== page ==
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Published On: Tue, Jan 12th, 2016

CBN N300bn for agric lending in 2016: Another ruse?

DON OKERE|   The Central Bank of Nigeria (CBN) and Deposit Money Banks (DMBs) have reportedly set aside N300 billion for agricultural lending in 2016 apparently in an effort to grow and diversify the economy from oil that has seen its price plummet painfully. The oil price is in its deepest downturn.

Oil fell below $33 a barrel on Thursday for the first time since April 2004. Oil prices have fallen by around 70 percent since mid-2014, hurting oil companies and governments that rely on crude revenue, like Nigeria. Stakeholders seem to agree that it will be years before oil returns to $90 or $100 a barrel. That is bad news for Nigeria that depends on oil as its major source of income.

The N300 billion for agricultural lending, according to Godwin Emefiele, governor of CBN, at the end of the seventh annual Bankers’ Committee retreat in Lagos would accommodate not only the small and medium enterprises (SMEs), also large-scale farming companies in the agricultural sector.

Emefiele explained that the increase in lending to the agriculture sector would translate to reduction in the demand of foreign exchange that would help conserve Nigeria’s foreign reserves and strengthen its currency.

The N300 billion for agricultural lending is a commendable development especially now that the country is seeking creative ways to diversify the economy from oil. According to an analyst, setting aside “N300 billion for agricultural lending is an effort at creative fiscal expansion”. He said “the agricultural sector has been in fine fettle over the last four years as the former agriculture minister and now managing director of African Development Bank (AfDB), Akinwumi Adesina, took the sector to new and enviable heights of productive output”. However, he said the sector “is still in need of a massive injection of funds to improve not just output but also productivity or output per person”.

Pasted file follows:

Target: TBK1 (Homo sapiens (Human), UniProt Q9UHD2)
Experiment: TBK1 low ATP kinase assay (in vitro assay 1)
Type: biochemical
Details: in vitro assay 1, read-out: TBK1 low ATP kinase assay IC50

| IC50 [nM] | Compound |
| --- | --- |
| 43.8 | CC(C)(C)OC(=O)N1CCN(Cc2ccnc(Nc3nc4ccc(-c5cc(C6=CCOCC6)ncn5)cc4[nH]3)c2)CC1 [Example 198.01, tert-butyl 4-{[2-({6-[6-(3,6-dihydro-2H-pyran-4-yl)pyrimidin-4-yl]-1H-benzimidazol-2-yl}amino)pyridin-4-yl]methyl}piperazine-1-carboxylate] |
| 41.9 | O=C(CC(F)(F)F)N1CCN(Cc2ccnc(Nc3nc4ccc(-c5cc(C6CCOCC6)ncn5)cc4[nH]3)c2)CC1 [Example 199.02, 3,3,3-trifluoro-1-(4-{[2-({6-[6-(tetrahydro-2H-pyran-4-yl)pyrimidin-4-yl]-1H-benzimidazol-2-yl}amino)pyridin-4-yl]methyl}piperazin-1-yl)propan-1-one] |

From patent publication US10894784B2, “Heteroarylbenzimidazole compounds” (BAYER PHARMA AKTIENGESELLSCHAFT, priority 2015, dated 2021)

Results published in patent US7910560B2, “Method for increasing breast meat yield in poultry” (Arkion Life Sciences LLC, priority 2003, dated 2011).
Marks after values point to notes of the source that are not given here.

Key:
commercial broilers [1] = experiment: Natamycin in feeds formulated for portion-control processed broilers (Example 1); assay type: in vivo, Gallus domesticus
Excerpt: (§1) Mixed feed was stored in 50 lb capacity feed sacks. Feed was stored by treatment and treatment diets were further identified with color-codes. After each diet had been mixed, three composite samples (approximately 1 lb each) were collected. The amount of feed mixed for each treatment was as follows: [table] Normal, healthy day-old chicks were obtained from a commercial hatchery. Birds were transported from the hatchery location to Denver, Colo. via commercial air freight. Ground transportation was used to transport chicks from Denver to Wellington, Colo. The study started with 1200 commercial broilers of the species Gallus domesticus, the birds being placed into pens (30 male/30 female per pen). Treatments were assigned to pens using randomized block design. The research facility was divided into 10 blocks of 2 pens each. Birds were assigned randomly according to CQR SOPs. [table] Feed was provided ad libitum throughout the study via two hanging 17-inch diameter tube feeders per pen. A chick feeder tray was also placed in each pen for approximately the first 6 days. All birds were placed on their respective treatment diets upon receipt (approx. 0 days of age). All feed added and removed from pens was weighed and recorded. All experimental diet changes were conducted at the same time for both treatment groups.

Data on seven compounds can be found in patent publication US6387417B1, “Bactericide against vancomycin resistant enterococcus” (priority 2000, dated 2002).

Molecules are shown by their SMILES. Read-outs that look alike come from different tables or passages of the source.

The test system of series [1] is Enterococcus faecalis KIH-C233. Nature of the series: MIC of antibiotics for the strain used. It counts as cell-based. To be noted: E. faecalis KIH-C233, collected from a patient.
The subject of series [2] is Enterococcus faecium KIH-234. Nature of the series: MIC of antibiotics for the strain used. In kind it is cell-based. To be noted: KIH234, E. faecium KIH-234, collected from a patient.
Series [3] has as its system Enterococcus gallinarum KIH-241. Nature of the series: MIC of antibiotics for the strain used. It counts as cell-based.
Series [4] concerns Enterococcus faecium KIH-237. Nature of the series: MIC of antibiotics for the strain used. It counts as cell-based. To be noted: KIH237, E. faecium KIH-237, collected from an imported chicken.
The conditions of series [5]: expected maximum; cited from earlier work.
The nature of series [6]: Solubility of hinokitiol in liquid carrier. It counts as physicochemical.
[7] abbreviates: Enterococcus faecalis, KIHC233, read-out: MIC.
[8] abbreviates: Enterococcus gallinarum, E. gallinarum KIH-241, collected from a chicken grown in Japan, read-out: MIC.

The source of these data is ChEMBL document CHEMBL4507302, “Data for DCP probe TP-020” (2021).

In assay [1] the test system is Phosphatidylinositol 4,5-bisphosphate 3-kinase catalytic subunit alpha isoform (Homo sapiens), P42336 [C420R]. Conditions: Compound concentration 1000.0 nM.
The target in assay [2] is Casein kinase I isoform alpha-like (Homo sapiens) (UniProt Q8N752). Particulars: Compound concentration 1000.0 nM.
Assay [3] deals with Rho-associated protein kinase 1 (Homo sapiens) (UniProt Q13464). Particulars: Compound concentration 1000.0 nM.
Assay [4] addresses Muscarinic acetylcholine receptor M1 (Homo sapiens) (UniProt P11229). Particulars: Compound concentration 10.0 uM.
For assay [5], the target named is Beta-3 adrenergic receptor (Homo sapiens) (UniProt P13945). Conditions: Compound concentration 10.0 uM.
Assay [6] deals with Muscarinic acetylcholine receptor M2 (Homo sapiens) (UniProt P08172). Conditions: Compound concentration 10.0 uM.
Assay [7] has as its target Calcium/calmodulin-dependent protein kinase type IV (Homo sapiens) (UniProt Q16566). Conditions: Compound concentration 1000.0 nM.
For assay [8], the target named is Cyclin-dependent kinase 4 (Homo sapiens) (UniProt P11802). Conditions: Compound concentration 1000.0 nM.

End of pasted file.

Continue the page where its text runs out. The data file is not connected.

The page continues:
The analyst noted that “the N300 billion additional expenditure commitment to the sector would significantly help in growing the sector further provided the additional spending relates to improved access to loans by genuine farmers (as distinct from the traditional fleet-footed ‘farm fund’ pirates) and improvement in farm storage facilities and farm gate road infrastructure.”

Importantly, like those loan before it, implementation will be key. Implementation includes condition for borrowing.

It would be recalled that when CBN floated the N200 billion Commercial Agricultural Credit Scheme (CACS) loan, many low-scale/peasant and large-scale commercial farmers complained bitterly about their inability to access the funds. Even though the idea behind the scheme was seemingly noble and well-thought-out, most farmers were of the opinion that the criteria set to access the funds seemed unrealistic and the awareness poor. This is the same with other loans either by the CBN or direct from the Federal Government, stakeholders reckon.

Farmers registered under Goshen Potato Farmers’ Cooperative at the time said there was no way they could have accessed the N200 billion CACS loan if the Federal Government did not review the conditions for borrowing, noting that the conditions were stringent. Some other farmers lamented over the guidelines, describing them as somewhat unrealistic and elitist. Some analysts said this N300 billion loan for agricultural lending in 2016 will still be dogged with the same fate.

Stakeholders in the industry were of the view that the guidelines of the N200 billion CACS loan consciously marginalized low-scale farmers, who constitute over 80 percent of the country’s farming population. Even if the focus of the fund is to develop commercial agriculture, how many commercial farms in Nigeria could have been really qualified with asset base of N350 million? They queried. The N350 million asset base was part of the condition for accessing the loan.